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Wave dissipation over vegetation fields
Suzuki, T. (2011). Wave dissipation over vegetation fields. PhD Thesis. Delft University of Technology: Delft. ISBN 978-94-91211-44-7. xii, 176 pp.

Thesis info:
    Delft University of Technology (TUDelft), more

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Document type: Dissertation

    Drag coefficient; Vegetation; Wave dissipation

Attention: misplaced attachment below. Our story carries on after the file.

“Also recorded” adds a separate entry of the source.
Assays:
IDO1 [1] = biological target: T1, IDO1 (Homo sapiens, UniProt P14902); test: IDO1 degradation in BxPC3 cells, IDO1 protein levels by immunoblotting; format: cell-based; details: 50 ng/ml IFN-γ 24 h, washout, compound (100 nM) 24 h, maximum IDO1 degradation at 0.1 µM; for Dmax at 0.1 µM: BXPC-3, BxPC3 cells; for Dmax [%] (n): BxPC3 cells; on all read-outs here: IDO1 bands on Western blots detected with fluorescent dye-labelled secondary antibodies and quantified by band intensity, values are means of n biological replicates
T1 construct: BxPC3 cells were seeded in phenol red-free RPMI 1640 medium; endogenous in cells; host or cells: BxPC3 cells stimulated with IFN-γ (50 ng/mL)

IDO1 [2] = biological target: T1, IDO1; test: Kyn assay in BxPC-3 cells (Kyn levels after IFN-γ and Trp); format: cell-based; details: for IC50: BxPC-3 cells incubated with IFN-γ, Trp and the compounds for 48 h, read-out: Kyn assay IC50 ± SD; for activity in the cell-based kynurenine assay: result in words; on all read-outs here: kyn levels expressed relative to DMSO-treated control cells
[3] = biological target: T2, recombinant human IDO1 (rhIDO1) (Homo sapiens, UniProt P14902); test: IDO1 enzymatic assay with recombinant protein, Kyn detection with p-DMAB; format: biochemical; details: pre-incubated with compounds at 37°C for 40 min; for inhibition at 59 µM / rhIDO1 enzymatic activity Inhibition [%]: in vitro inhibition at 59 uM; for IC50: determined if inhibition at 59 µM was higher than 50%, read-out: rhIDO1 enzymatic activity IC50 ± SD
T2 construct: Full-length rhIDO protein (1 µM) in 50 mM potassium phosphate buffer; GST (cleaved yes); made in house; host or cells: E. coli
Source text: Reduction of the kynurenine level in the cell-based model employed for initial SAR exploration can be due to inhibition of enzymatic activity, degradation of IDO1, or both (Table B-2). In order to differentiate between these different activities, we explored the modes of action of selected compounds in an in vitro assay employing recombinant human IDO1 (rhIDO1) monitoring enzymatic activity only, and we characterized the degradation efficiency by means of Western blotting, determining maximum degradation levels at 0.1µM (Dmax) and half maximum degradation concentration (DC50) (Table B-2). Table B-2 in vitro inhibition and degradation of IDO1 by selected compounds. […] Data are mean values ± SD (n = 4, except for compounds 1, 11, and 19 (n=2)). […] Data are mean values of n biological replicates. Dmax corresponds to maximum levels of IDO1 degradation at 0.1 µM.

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    It has been widely recognized that ongoing climate change, most likely due to human interference with nature, may accelerate sea level rise and increase storm intensity. It is therefore urgent to design countermeasures to alleviate the impact of climate change on coastal regions. Apart from the view point of coastal protection, it is also very important for coastal engineers to keep an eye on environmental issues in the coastal region. In this context, vegetation fields such as salt marshes, sea grasses and mangrove forests in coastal regions have started to attract the attention of coastal engineers due to their function as wave attenuator. However, the wave attenuation function of a vegetated field is not well understood yet. To utilize coastal vegetation fields as a part of coastal management in practice, it is crucial to accumulate more knowledge about the physical processes, especially the hydraulic processes, and these need to be modeled in a practical sense. Hence, this thesis is intended as an investigation of the process of wave dissipation over vegetation fields through various approaches, specifically theoretical, physical and numerical studies.